Newswise — BINGHAMTON, N.Y. - General anesthetic exposure during adolescence may be an environmental risk factor contributing to an enhanced susceptibility to developing alcohol use disorders, according to researchers at Binghamton University, State University of New York.
Adolescent alcohol abuse can lead to behavioral dysfunction and chronic, relapsing alcohol use disorder (AUD) in adulthood. However, not all adolescents that consume alcohol will develop an AUD; therefore, it is critical to identify neural and environmental risk factors that contribute to increases in susceptibility to AUDs following adolescent alcohol (ethanol [EtOH]) exposure. The researchers previously found that adolescent anesthetic exposure led to strikingly similar behavioral and neural effects as adolescent alcohol exposure. Therefore, they tested the hypothesis that general anesthetic exposure during early adolescence would alter EtOH responses consistent with an exacerbation of the adolescent alcohol phenotype.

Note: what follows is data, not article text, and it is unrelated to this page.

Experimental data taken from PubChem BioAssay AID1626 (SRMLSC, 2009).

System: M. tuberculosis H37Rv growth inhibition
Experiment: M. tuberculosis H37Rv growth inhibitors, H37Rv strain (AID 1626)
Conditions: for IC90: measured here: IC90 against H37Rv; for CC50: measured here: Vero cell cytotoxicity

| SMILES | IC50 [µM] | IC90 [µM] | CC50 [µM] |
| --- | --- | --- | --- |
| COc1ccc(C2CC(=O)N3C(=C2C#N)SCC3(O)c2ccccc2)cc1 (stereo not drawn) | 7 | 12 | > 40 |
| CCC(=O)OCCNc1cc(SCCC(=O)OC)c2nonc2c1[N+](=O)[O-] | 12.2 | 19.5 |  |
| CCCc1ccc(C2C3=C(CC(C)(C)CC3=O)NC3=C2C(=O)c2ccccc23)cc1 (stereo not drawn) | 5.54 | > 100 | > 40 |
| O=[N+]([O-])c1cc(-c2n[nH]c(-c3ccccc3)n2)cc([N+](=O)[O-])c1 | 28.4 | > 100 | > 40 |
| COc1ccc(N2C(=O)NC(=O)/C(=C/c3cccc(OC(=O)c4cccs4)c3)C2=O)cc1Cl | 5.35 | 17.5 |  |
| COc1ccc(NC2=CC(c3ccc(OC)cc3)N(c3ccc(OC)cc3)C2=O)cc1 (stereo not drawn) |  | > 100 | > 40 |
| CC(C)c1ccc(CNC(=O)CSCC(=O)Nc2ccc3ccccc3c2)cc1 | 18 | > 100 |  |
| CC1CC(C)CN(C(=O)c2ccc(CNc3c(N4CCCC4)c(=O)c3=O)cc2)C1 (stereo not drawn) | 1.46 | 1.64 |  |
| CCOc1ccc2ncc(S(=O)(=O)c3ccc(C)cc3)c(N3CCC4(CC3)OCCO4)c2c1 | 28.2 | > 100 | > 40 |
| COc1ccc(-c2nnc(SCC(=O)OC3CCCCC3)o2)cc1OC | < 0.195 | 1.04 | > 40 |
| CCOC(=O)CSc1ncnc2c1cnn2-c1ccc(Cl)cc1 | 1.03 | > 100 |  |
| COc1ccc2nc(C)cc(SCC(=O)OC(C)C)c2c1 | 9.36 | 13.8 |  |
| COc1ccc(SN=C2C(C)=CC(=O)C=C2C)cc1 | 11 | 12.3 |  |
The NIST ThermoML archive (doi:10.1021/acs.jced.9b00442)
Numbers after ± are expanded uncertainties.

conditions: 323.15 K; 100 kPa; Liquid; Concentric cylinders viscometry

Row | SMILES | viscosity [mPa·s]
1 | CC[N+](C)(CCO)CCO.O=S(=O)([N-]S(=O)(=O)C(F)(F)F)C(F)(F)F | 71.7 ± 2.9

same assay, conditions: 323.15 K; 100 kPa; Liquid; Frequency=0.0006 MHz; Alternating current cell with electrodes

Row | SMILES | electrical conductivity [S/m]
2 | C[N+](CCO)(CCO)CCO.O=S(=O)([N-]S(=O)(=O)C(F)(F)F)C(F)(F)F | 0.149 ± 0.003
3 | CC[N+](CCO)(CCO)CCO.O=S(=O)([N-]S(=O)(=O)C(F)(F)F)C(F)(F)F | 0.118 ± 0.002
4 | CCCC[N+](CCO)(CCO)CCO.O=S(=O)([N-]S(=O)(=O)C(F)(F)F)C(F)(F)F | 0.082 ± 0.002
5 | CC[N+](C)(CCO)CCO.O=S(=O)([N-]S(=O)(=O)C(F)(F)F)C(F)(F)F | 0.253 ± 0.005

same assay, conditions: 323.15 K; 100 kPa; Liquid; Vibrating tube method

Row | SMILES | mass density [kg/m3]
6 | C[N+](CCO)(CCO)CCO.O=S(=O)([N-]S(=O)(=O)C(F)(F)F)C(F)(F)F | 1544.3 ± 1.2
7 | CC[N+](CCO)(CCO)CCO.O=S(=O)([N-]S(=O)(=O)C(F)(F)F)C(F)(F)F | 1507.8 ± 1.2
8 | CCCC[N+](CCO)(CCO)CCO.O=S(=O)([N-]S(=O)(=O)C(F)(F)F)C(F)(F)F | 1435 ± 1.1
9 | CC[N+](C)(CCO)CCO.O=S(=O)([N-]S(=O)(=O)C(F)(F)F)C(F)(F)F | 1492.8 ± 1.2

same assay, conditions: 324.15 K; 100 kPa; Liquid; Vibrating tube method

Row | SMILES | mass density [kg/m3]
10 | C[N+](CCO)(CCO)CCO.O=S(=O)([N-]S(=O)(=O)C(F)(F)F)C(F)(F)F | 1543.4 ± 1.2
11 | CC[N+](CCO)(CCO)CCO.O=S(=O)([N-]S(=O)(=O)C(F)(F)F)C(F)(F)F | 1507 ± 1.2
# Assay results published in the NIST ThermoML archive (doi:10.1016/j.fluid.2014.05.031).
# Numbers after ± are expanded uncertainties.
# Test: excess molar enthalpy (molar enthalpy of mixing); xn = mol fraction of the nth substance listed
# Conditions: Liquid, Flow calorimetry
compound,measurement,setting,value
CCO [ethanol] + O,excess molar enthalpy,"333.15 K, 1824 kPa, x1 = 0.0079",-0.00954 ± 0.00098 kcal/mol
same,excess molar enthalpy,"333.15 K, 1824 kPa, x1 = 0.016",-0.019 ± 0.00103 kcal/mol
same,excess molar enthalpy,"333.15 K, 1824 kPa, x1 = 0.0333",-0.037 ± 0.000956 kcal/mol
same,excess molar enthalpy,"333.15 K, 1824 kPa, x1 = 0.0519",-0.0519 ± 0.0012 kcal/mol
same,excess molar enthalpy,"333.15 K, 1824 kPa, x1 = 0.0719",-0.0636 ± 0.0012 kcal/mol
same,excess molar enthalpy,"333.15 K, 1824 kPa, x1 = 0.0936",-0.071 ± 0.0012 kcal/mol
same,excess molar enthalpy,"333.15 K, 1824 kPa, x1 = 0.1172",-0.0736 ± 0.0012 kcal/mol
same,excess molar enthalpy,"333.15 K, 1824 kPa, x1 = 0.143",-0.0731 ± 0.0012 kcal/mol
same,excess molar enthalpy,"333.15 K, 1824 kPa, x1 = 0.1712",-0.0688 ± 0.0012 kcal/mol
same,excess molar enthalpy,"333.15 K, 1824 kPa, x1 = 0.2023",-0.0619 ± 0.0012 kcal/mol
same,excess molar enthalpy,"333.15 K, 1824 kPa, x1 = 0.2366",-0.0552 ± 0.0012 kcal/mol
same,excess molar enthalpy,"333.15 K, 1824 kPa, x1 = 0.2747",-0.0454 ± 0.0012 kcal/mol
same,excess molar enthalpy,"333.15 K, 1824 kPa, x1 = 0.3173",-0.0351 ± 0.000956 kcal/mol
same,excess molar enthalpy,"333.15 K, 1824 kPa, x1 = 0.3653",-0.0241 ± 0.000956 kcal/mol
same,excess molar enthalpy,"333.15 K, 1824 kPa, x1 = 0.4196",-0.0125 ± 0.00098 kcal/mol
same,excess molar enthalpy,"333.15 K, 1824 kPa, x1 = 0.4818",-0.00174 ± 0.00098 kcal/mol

This study demonstrates for the first time that early-adolescent isoflurane exposure alters EtOH sensitivity in a manner consistent with an exacerbation of adolescent-typical alcohol responding. These findings suggest that general anesthetic exposure during adolescence may be an environmental risk factor contributing to an enhanced susceptibility to developing AUDs in an already vulnerable population.
The paper, "General Anesthetic Exposure During Early Adolescence Persistently Alters Ethanol Responses," was published in Alcoholism: Clinical and Experimental Research.